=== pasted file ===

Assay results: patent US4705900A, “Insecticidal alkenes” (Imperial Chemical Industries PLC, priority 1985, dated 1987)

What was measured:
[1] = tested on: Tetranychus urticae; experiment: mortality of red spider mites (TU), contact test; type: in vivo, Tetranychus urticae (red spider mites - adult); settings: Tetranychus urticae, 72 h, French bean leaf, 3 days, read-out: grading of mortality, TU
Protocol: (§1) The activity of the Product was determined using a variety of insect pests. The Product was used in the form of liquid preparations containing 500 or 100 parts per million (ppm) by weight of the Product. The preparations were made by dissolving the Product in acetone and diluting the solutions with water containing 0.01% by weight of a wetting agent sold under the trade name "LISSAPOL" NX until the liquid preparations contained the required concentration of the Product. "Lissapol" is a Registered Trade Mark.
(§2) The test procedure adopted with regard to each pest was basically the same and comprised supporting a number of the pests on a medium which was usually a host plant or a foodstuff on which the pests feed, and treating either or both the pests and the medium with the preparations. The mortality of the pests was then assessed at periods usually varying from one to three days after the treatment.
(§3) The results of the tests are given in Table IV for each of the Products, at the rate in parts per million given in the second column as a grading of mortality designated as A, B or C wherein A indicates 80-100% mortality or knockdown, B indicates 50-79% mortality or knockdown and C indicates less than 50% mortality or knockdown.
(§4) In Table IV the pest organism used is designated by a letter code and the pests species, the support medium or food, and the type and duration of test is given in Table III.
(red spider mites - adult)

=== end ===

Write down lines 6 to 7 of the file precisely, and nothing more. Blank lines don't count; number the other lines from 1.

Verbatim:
(§3) The results of the tests are given in Table IV for each of the Products, at the rate in parts per million given in the second column as a grading of mortality designated as A, B or C wherein A indicates 80-100% mortality or knockdown, B indicates 50-79% mortality or knockdown and C indicates less than 50% mortality or knockdown.
(§4) In Table IV the pest organism used is designated by a letter code and the pests species, the support medium or food, and the type and duration of test is given in Table III.